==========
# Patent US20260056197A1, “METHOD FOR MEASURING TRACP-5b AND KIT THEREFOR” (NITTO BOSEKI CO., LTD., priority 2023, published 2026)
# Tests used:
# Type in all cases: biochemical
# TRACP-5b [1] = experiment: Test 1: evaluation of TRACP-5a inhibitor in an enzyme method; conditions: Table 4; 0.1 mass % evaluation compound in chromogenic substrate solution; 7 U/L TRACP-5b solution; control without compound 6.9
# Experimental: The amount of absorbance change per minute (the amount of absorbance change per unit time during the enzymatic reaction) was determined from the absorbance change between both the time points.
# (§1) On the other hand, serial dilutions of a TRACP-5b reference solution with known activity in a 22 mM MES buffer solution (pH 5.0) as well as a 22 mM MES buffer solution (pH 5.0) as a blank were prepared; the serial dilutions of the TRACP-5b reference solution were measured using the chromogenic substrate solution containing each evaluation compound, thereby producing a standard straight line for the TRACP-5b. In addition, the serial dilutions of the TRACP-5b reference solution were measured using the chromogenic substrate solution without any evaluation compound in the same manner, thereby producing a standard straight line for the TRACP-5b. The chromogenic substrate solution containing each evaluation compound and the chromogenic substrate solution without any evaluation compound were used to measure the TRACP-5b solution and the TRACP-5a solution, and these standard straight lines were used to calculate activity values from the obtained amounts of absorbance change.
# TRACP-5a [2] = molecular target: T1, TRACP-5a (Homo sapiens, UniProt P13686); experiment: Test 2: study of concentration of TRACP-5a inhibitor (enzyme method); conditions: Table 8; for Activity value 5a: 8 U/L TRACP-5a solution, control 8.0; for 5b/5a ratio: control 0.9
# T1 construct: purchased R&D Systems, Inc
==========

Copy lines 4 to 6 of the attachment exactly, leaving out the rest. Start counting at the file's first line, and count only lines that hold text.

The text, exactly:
# TRACP-5b [1] = experiment: Test 1: evaluation of TRACP-5a inhibitor in an enzyme method; conditions: Table 4; 0.1 mass % evaluation compound in chromogenic substrate solution; 7 U/L TRACP-5b solution; control without compound 6.9
# Experimental: The amount of absorbance change per minute (the amount of absorbance change per unit time during the enzymatic reaction) was determined from the absorbance change between both the time points.
# (§1) On the other hand, serial dilutions of a TRACP-5b reference solution with known activity in a 22 mM MES buffer solution (pH 5.0) as well as a 22 mM MES buffer solution (pH 5.0) as a blank were prepared; the serial dilutions of the TRACP-5b reference solution were measured using the chromogenic substrate solution containing each evaluation compound, thereby producing a standard straight line for the TRACP-5b. In addition, the serial dilutions of the TRACP-5b reference solution were measured using the chromogenic substrate solution without any evaluation compound in the same manner, thereby producing a standard straight line for the TRACP-5b. The chromogenic substrate solution containing each evaluation compound and the chromogenic substrate solution without any evaluation compound were used to measure the TRACP-5b solution and the TRACP-5a solution, and these standard straight lines were used to calculate activity values from the obtained amounts of absorbance change.